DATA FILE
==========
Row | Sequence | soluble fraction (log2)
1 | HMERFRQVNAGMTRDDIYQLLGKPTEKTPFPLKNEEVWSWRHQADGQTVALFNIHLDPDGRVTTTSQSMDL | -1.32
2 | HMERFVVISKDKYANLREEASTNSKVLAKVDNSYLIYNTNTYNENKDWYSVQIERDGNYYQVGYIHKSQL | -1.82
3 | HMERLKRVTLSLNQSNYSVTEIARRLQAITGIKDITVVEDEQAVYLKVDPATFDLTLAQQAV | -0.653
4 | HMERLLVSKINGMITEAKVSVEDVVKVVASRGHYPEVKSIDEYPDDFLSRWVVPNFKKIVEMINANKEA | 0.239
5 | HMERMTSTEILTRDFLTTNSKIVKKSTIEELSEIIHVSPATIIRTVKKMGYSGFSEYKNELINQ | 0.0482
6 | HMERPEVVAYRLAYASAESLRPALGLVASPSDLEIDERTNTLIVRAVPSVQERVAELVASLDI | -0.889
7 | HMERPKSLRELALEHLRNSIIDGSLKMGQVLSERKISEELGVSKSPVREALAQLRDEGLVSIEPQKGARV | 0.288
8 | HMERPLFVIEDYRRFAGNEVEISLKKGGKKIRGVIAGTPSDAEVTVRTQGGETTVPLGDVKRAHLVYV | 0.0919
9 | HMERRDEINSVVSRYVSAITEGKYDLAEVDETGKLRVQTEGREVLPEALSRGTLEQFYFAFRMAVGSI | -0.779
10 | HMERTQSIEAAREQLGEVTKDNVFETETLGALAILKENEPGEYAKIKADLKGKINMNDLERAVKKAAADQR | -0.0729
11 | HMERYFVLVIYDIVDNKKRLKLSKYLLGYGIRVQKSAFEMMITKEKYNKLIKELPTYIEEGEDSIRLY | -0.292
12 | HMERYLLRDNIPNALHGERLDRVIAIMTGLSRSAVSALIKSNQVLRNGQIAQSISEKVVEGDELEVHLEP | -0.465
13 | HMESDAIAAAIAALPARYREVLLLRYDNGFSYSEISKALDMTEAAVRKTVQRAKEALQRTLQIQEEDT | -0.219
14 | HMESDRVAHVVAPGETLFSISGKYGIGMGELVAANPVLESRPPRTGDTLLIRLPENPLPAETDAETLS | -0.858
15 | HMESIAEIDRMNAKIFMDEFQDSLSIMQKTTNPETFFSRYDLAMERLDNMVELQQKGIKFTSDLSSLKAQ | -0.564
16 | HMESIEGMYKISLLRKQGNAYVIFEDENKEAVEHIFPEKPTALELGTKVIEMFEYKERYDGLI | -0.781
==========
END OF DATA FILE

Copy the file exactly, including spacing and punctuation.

Row | Sequence | soluble fraction (log2)
1 | HMERFRQVNAGMTRDDIYQLLGKPTEKTPFPLKNEEVWSWRHQADGQTVALFNIHLDPDGRVTTTSQSMDL | -1.32
2 | HMERFVVISKDKYANLREEASTNSKVLAKVDNSYLIYNTNTYNENKDWYSVQIERDGNYYQVGYIHKSQL | -1.82
3 | HMERLKRVTLSLNQSNYSVTEIARRLQAITGIKDITVVEDEQAVYLKVDPATFDLTLAQQAV | -0.653
4 | HMERLLVSKINGMITEAKVSVEDVVKVVASRGHYPEVKSIDEYPDDFLSRWVVPNFKKIVEMINANKEA | 0.239
5 | HMERMTSTEILTRDFLTTNSKIVKKSTIEELSEIIHVSPATIIRTVKKMGYSGFSEYKNELINQ | 0.0482
6 | HMERPEVVAYRLAYASAESLRPALGLVASPSDLEIDERTNTLIVRAVPSVQERVAELVASLDI | -0.889
7 | HMERPKSLRELALEHLRNSIIDGSLKMGQVLSERKISEELGVSKSPVREALAQLRDEGLVSIEPQKGARV | 0.288
8 | HMERPLFVIEDYRRFAGNEVEISLKKGGKKIRGVIAGTPSDAEVTVRTQGGETTVPLGDVKRAHLVYV | 0.0919
9 | HMERRDEINSVVSRYVSAITEGKYDLAEVDETGKLRVQTEGREVLPEALSRGTLEQFYFAFRMAVGSI | -0.779
10 | HMERTQSIEAAREQLGEVTKDNVFETETLGALAILKENEPGEYAKIKADLKGKINMNDLERAVKKAAADQR | -0.0729
11 | HMERYFVLVIYDIVDNKKRLKLSKYLLGYGIRVQKSAFEMMITKEKYNKLIKELPTYIEEGEDSIRLY | -0.292
12 | HMERYLLRDNIPNALHGERLDRVIAIMTGLSRSAVSALIKSNQVLRNGQIAQSISEKVVEGDELEVHLEP | -0.465
13 | HMESDAIAAAIAALPARYREVLLLRYDNGFSYSEISKALDMTEAAVRKTVQRAKEALQRTLQIQEEDT | -0.219
14 | HMESDRVAHVVAPGETLFSISGKYGIGMGELVAANPVLESRPPRTGDTLLIRLPENPLPAETDAETLS | -0.858
15 | HMESIAEIDRMNAKIFMDEFQDSLSIMQKTTNPETFFSRYDLAMERLDNMVELQQKGIKFTSDLSSLKAQ | -0.564
16 | HMESIEGMYKISLLRKQGNAYVIFEDENKEAVEHIFPEKPTALELGTKVIEMFEYKERYDGLI | -0.781